The Fourteenth Banker Blog

April 23, 2010

The Promise; The Con

Filed under: Running Commentary — thefourteenthbanker @ 12:35 AM

The President seemed was playing the Statesman today in his speech.  He appeared to create space for compromise, inviting the Republicans in by not being soft on Wall Street.  He highlighted the failure as a collective failure, which it is, but that is not the point.  The crisis could have been prevented by the exercise of:

1)  Effective Regulation

2)  Restraint

3)  Morality/Ethics

The topic of the speech was Financial Regulation.  It would have been fitting to clarify exactly why the behavior of financial institutions needs to be regulated.  It was not a time for pulling punches.  More graphic description of the failures of restraint and ethics, might have made a stronger case for regulation.

So what is the title of this Post about?   There seems to be a dynamic where a “Promise” is being made.  The Promise is that the bill will do what it is reputed to do.  It will prevent systemic meltdown and/or cost to taxpayers of future bailouts.  A word of warning.  A promise is often used to get people to not focus on the current reality, to deny the truth of their actual experience and their present intuition in order to hope a promise plays out.  The President downplayed the present experience and the intuition of the American people in an effort to get legislation to pass on the basis of a promise.

The “Promise” is closely related to the “Con”.  The Confidence Game involves a “Con Man”, sometimes a “Shill”, and the “Mark”.  The “Mark” is the one who believes the Promise and gets taken.  I don’t mean to be too negative on the President.     I believe he is well intentioned.  But unknowingly, he is playing the roll of the “Shill” to Wall Street’s “Con Artist”.   You are the “Mark”

The instruction for America?  “Don’t rock the boat.  We’ve got this.”  Do you believe it?  $50 Billion in resolution authority funds is nothing if risk is not reined in.

From Wikipedia:   A confidence trick or confidence game (also known as a bunkoconflim flamgafflegrifthustlescamschemeswindle or bamboozle) is an attempt to defraud a person or group by gaining their confidence. The victim is known as the mark, the trickster is called a confidence mancon manconfidence trickster, or con artist, and any accomplices are known as shills.



  1. Obama knows. He’s too smart not know to know.

    BTW, for some reasons your posts are showing up with too many spaces after the periods at the end of sentences.

    Comment by The Raven — April 23, 2010 @ 1:09 AM | Reply

  2. Yes. I need an editor. It is a visual thing. In this program it does not look right so I stuff extra spaces in unconsciously. Thanks for pointing it out.

    Comment by thefourteenthbanker — April 23, 2010 @ 1:30 AM | Reply

  3. thanks for your insider’s perspective!

    i don’t currently nor have i ever worked in the banking industry. yet, it is so obvious that we the american people were robbed by bush, paulson and company and that obama is not going to fix the problem. i believe that powers that be are simply beyond obama’s power, much as the perpetrators of obvious war crimes will not be charged.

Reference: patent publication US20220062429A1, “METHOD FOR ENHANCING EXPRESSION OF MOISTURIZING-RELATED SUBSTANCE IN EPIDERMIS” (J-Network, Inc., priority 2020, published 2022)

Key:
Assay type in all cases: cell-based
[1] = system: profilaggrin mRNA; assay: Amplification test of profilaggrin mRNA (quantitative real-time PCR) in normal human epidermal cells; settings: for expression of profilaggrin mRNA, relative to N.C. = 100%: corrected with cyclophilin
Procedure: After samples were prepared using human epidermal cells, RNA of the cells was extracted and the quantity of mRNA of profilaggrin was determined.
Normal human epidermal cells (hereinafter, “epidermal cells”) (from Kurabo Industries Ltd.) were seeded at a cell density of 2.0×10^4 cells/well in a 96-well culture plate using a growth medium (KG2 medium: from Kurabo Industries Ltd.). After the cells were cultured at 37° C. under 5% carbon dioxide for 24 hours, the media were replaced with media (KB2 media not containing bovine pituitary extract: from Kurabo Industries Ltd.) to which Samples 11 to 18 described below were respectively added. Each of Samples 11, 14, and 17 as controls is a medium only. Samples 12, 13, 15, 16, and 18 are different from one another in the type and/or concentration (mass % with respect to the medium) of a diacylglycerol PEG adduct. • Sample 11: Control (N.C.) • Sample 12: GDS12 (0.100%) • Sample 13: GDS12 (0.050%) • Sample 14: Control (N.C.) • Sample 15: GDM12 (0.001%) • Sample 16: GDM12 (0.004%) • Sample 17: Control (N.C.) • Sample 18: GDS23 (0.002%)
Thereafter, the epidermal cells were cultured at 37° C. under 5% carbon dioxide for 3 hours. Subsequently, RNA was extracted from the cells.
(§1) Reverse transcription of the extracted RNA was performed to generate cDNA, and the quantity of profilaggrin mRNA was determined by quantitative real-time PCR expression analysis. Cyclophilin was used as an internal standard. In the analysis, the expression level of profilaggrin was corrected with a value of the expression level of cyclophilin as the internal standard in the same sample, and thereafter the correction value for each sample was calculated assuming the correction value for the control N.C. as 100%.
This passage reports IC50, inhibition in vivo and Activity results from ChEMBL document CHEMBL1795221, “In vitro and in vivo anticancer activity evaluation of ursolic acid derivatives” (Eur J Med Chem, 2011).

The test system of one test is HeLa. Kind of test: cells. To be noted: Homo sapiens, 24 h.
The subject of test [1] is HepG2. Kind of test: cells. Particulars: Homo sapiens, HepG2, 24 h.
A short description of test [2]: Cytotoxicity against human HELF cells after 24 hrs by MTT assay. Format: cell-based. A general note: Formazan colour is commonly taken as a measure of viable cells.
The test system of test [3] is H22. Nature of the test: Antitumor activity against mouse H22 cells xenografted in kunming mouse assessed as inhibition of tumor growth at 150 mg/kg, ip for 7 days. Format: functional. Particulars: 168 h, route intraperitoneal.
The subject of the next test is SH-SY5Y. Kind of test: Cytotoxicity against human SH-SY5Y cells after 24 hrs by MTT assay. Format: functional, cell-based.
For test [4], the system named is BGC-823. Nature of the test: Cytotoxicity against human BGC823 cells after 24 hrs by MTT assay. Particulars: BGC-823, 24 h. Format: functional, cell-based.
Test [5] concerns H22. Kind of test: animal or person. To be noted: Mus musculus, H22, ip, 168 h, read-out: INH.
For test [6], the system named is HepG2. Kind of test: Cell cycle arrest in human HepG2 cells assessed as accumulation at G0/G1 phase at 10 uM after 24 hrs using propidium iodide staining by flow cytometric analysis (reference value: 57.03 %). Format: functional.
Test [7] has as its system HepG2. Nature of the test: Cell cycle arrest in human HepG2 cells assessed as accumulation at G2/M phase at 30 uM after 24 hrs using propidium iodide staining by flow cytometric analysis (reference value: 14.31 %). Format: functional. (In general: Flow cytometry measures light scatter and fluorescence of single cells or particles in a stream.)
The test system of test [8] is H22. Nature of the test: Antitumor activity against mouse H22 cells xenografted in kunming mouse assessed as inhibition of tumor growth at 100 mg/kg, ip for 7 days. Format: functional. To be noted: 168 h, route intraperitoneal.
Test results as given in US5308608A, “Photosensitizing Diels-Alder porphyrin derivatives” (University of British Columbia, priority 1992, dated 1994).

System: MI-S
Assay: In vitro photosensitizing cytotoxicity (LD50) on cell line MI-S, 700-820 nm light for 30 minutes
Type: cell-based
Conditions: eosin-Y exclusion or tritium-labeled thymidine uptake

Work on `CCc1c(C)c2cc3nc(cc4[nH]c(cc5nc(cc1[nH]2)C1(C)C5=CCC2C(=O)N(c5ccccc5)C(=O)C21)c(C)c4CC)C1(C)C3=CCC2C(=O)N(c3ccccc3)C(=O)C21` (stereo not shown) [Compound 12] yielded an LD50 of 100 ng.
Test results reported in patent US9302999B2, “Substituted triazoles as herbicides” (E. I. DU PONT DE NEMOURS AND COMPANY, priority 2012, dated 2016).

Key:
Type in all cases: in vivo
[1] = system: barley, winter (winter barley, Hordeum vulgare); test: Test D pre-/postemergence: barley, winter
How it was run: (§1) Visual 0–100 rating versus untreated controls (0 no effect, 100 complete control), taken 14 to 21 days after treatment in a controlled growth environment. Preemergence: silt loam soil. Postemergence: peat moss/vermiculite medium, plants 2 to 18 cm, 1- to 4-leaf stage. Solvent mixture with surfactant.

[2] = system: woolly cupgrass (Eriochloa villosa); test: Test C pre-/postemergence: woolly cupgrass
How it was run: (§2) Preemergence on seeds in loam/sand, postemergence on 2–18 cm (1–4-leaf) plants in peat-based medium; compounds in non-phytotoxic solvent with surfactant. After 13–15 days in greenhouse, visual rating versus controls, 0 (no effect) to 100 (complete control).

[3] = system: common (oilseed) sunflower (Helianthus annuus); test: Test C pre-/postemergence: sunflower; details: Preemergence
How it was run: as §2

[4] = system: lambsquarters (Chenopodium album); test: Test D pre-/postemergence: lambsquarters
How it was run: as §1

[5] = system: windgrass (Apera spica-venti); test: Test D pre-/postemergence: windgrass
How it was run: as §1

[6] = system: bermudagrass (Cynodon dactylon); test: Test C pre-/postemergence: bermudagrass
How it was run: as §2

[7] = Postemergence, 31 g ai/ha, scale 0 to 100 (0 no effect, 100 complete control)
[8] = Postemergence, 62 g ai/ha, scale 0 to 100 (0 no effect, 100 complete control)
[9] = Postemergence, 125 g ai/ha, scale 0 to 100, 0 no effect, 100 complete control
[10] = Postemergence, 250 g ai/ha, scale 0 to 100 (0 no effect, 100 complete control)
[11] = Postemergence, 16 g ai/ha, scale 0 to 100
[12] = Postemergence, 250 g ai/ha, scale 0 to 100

i am sick of hearing politicians, obama included, trying to “convince” america that they are fighting tooth and nail for our interests, against the lobbyists…this is illogical. won’t someone address the elephant in the room and ask these politicians why are they fighting at all rather than simply doing what needs to be done? why so many machinations and pretense?

    i used to blog and tweet at length about these crooks but i simply came to feel helpless regarding the whole issue. here is one at-length rant that i wrote almost two years ago:

    here are a few more posts made when my blood was boiling:

    Comment by Victoria — April 23, 2010 @ 1:51 AM | Reply

  4. Gathering links toward crafting a media analysis toolkit. This is the first I’m including under ‘rhetoric’. Yup.


    Comment by Jan McLaughlin / The Faux Press — April 23, 2010 @ 2:47 AM | Reply

  5. You sound so much like I sounded during the health care reform debate. I donated, wrote, phone-banked, contacted my various representatives, and yet still voted for the eventually-losing candidate in the MA special Senate election. I was one of the “angry progressive base”.

    I’ve learned a few things since then. The Senate is the least willing to progress on any reform issue, and Obama seemingly accepts this.

    Until the Senate reforms its unique rules (the Byrd Rule on filibusters), then it will be the easiest (and cheapest) target for any lobbying group, and so the greatest drag on any reform. The Obama administration hsa seemed to accept this situation, though there are signs that that they are more willing to fight back than they were on HCR.

    * * *

    It also seems we’re going to forget the lesson from the Great Depression about just how much pain we’ll all have to experience before things like TBTF are fixed. Pecora’s commission was, if IIRC, the third commission on the economic troubles of the 30’s.

    I may have learned that here.

    Comment by papicek — April 23, 2010 @ 8:56 AM | Reply

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